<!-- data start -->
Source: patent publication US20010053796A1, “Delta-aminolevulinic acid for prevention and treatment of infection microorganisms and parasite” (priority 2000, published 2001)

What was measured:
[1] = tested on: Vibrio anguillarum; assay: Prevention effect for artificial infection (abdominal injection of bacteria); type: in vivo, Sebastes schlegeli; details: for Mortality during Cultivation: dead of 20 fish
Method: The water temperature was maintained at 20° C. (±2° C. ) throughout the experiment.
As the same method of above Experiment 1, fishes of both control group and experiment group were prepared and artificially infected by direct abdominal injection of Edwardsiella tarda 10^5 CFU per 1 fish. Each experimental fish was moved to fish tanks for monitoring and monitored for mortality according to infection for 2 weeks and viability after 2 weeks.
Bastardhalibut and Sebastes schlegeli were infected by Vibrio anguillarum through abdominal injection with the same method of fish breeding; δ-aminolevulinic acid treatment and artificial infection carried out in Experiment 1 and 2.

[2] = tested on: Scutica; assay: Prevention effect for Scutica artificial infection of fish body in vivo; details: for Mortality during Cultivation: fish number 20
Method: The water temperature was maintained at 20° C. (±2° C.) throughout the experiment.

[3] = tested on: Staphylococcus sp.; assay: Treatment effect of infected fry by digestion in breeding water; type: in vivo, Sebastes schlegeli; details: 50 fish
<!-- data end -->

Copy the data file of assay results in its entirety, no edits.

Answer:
Source: patent publication US20010053796A1, “Delta-aminolevulinic acid for prevention and treatment of infection microorganisms and parasite” (priority 2000, published 2001)

What was measured:
[1] = tested on: Vibrio anguillarum; assay: Prevention effect for artificial infection (abdominal injection of bacteria); type: in vivo, Sebastes schlegeli; details: for Mortality during Cultivation: dead of 20 fish
Method: The water temperature was maintained at 20° C. (±2° C. ) throughout the experiment.
As the same method of above Experiment 1, fishes of both control group and experiment group were prepared and artificially infected by direct abdominal injection of Edwardsiella tarda 10^5 CFU per 1 fish. Each experimental fish was moved to fish tanks for monitoring and monitored for mortality according to infection for 2 weeks and viability after 2 weeks.
Bastardhalibut and Sebastes schlegeli were infected by Vibrio anguillarum through abdominal injection with the same method of fish breeding; δ-aminolevulinic acid treatment and artificial infection carried out in Experiment 1 and 2.

[2] = tested on: Scutica; assay: Prevention effect for Scutica artificial infection of fish body in vivo; details: for Mortality during Cultivation: fish number 20
Method: The water temperature was maintained at 20° C. (±2° C.) throughout the experiment.

[3] = tested on: Staphylococcus sp.; assay: Treatment effect of infected fry by digestion in breeding water; type: in vivo, Sebastes schlegeli; details: 50 fish